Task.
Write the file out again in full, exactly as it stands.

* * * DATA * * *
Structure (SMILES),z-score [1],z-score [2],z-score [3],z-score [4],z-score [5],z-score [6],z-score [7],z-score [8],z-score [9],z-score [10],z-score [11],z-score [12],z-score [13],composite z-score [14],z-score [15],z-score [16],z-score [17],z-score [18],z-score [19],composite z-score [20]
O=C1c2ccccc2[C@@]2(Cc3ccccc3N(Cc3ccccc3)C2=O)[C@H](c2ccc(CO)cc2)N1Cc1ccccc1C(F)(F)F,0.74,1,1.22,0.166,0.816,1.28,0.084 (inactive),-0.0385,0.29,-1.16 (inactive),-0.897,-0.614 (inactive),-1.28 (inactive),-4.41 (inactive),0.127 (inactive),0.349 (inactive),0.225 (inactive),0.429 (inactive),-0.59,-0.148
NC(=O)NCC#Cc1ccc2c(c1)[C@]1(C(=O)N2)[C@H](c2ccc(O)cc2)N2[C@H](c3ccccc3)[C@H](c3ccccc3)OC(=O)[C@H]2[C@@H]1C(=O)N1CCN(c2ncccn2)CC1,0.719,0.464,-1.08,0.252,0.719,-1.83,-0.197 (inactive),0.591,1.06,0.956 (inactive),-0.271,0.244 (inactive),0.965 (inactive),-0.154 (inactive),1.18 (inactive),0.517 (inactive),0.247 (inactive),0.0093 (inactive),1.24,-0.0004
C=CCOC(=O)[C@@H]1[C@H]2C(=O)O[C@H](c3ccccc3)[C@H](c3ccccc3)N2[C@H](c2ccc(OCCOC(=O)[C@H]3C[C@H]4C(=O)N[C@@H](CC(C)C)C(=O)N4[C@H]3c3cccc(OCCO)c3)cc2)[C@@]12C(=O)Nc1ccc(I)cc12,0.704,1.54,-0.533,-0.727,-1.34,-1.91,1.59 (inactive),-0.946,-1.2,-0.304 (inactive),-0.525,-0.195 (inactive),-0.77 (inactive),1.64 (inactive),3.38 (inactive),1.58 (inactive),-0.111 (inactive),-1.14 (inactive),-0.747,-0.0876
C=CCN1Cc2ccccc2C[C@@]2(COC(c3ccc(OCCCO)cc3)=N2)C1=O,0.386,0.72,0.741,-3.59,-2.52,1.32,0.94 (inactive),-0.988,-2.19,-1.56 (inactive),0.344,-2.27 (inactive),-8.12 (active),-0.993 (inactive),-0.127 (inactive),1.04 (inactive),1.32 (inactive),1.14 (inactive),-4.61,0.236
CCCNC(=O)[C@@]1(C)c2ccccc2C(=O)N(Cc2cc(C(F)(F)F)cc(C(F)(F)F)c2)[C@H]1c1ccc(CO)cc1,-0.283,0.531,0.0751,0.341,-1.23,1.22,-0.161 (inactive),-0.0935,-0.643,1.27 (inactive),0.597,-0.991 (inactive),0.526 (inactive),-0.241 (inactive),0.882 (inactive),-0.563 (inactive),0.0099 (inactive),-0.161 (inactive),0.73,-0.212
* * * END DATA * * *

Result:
Structure (SMILES),z-score [1],z-score [2],z-score [3],z-score [4],z-score [5],z-score [6],z-score [7],z-score [8],z-score [9],z-score [10],z-score [11],z-score [12],z-score [13],composite z-score [14],z-score [15],z-score [16],z-score [17],z-score [18],z-score [19],composite z-score [20]
O=C1c2ccccc2[C@@]2(Cc3ccccc3N(Cc3ccccc3)C2=O)[C@H](c2ccc(CO)cc2)N1Cc1ccccc1C(F)(F)F,0.74,1,1.22,0.166,0.816,1.28,0.084 (inactive),-0.0385,0.29,-1.16 (inactive),-0.897,-0.614 (inactive),-1.28 (inactive),-4.41 (inactive),0.127 (inactive),0.349 (inactive),0.225 (inactive),0.429 (inactive),-0.59,-0.148
NC(=O)NCC#Cc1ccc2c(c1)[C@]1(C(=O)N2)[C@H](c2ccc(O)cc2)N2[C@H](c3ccccc3)[C@H](c3ccccc3)OC(=O)[C@H]2[C@@H]1C(=O)N1CCN(c2ncccn2)CC1,0.719,0.464,-1.08,0.252,0.719,-1.83,-0.197 (inactive),0.591,1.06,0.956 (inactive),-0.271,0.244 (inactive),0.965 (inactive),-0.154 (inactive),1.18 (inactive),0.517 (inactive),0.247 (inactive),0.0093 (inactive),1.24,-0.0004
C=CCOC(=O)[C@@H]1[C@H]2C(=O)O[C@H](c3ccccc3)[C@H](c3ccccc3)N2[C@H](c2ccc(OCCOC(=O)[C@H]3C[C@H]4C(=O)N[C@@H](CC(C)C)C(=O)N4[C@H]3c3cccc(OCCO)c3)cc2)[C@@]12C(=O)Nc1ccc(I)cc12,0.704,1.54,-0.533,-0.727,-1.34,-1.91,1.59 (inactive),-0.946,-1.2,-0.304 (inactive),-0.525,-0.195 (inactive),-0.77 (inactive),1.64 (inactive),3.38 (inactive),1.58 (inactive),-0.111 (inactive),-1.14 (inactive),-0.747,-0.0876
C=CCN1Cc2ccccc2C[C@@]2(COC(c3ccc(OCCCO)cc3)=N2)C1=O,0.386,0.72,0.741,-3.59,-2.52,1.32,0.94 (inactive),-0.988,-2.19,-1.56 (inactive),0.344,-2.27 (inactive),-8.12 (active),-0.993 (inactive),-0.127 (inactive),1.04 (inactive),1.32 (inactive),1.14 (inactive),-4.61,0.236
CCCNC(=O)[C@@]1(C)c2ccccc2C(=O)N(Cc2cc(C(F)(F)F)cc(C(F)(F)F)c2)[C@H]1c1ccc(CO)cc1,-0.283,0.531,0.0751,0.341,-1.23,1.22,-0.161 (inactive),-0.0935,-0.643,1.27 (inactive),0.597,-0.991 (inactive),0.526 (inactive),-0.241 (inactive),0.882 (inactive),-0.563 (inactive),0.0099 (inactive),-0.161 (inactive),0.73,-0.212